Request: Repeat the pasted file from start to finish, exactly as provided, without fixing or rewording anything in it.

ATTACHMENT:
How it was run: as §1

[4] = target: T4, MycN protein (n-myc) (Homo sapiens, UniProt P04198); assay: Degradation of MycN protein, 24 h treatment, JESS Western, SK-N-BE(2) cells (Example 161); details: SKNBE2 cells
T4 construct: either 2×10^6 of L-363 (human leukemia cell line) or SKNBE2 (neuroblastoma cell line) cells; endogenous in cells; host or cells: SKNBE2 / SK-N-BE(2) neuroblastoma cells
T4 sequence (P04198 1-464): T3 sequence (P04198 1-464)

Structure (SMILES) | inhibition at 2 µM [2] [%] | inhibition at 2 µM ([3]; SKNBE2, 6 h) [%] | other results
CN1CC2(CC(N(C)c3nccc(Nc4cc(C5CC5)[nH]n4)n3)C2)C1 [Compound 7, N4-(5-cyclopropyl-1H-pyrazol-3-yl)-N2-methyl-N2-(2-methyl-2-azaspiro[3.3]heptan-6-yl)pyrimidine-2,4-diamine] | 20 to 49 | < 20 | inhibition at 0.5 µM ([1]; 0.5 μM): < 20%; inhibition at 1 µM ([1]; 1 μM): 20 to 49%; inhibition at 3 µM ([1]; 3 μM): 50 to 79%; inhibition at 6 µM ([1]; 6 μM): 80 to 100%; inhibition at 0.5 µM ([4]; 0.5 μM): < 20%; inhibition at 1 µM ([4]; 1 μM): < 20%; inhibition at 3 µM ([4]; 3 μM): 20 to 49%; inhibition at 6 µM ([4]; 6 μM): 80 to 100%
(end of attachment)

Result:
How it was run: as §1

[4] = target: T4, MycN protein (n-myc) (Homo sapiens, UniProt P04198); assay: Degradation of MycN protein, 24 h treatment, JESS Western, SK-N-BE(2) cells (Example 161); details: SKNBE2 cells
T4 construct: either 2×10^6 of L-363 (human leukemia cell line) or SKNBE2 (neuroblastoma cell line) cells; endogenous in cells; host or cells: SKNBE2 / SK-N-BE(2) neuroblastoma cells
T4 sequence (P04198 1-464): T3 sequence (P04198 1-464)

Structure (SMILES) | inhibition at 2 µM [2] [%] | inhibition at 2 µM ([3]; SKNBE2, 6 h) [%] | other results
CN1CC2(CC(N(C)c3nccc(Nc4cc(C5CC5)[nH]n4)n3)C2)C1 [Compound 7, N4-(5-cyclopropyl-1H-pyrazol-3-yl)-N2-methyl-N2-(2-methyl-2-azaspiro[3.3]heptan-6-yl)pyrimidine-2,4-diamine] | 20 to 49 | < 20 | inhibition at 0.5 µM ([1]; 0.5 μM): < 20%; inhibition at 1 µM ([1]; 1 μM): 20 to 49%; inhibition at 3 µM ([1]; 3 μM): 50 to 79%; inhibition at 6 µM ([1]; 6 μM): 80 to 100%; inhibition at 0.5 µM ([4]; 0.5 μM): < 20%; inhibition at 1 µM ([4]; 1 μM): < 20%; inhibition at 3 µM ([4]; 3 μM): 20 to 49%; inhibition at 6 µM ([4]; 6 μM): 80 to 100%